“Businesses are at different points in their ESG journey making it easier for some to comply with the proposal, whereas for others, significant investments will be necessary,” he says.
To meet these new requirements, many businesses will likely need to transition to investor-grade and tech-enabled reporting, to “dramatically accelerate their climate change reporting processes, while implementing effective governance and internal controls”.
In a comment letter to the SEC, PwC proposed that the effective date of any final rules should be phased and should also consider the time needed to develop and implement related systems, processes, and controls. “A phased approach would allow businesses to have additional time to review the final rule’s impact, potentially reducing the cost and burden of implementation,” explains Wes.
Ramifications for the leadership team
For senior leaders, the SEC’s climate disclosure rule carries various ramifications but perhaps the most important, according to Wes, is how compliance with the proposed rule will play an important part in telling a company’s overall financial picture to investors, government regulators, and other critical stakeholders.
“Senior leadership will need to continually consider how its climate-related risks position a company across both the short and long term. With these disclosures no longer being voluntary, senior leadership also must be mindful of how climate-related risks offer a new way for investors to compare companies across the same industry.”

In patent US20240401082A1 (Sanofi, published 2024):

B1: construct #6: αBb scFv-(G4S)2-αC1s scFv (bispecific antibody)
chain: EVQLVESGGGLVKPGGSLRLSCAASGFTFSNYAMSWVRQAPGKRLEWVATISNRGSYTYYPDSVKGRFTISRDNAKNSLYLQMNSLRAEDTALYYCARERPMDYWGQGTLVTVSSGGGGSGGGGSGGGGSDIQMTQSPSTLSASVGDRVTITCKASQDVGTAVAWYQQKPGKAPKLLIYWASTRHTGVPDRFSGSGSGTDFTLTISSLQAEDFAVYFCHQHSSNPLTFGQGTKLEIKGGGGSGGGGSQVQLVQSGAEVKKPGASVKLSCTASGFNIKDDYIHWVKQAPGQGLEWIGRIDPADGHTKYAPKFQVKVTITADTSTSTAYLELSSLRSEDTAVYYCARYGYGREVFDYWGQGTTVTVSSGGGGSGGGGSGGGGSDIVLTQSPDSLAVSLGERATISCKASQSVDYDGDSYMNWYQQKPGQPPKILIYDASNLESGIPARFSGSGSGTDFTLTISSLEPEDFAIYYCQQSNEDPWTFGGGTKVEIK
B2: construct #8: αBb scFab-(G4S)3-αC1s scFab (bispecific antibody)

Ultimately the role of complying with SEC’s ruling will lie with the CFOs and their role leading a company’s overall finance operations. The climate-related disclosures will filter into a company’s overall filings which squarely sits as the responsibility of the CFO.
Additionally, part of a CFOs role will be explaining how these climate-related risks translate to a company’s overall financial impact. The office of the CFO will also need to figure out both in terms of cost and structure how it will reorganise itself to comply with the final rule.
“CFOs increasingly work across the enterprise and are intertwined with company operations,” says Wes. “A big reason for this connection is the need for the integration of finance with day-to-day business operations in order to plan ahead and pivot for the future. An ESG Controller that is familiar with operational and financial data is an important role to add to implement ESG capabilities and establish business requirements aligned with expectations.
“This function also plays a role in developing measurement and reporting policies, performing risk assessments for the design of internal control and governance, and preparing a forecast to inform whether the plan is on track in relation to objectives and incentives.
“Ultimately, the proposed climate change disclosure rules – and the leaders who will help meet the new requirements – play a vital role in building trust in our capital markets and Institutions.”
Considerations in executing ESG goals
Wes emphasises the importance of companies having the right team in place to manage climate change and other ESG reporting. Though businesses will already have internal controls and experts who manage financial reporting, there is a need for an ESG team, and a good step is to create a position for an ESG Controller.
“An ESG Controller has the authority to implement ESG capabilities and is able to connect the dots within an organisation, including across internal and external controls and processes, as well as operational and financial data, to help deliver on ESG Objectives.”
To successfully execute on ESG goals, Wes says companies also need to realise the importance of integrating ESG metrics with corresponding financial metrics and business’s corporate narrative. There shouldn’t be one ESG narrative and a separate financial narrative – the two need to be intertwined.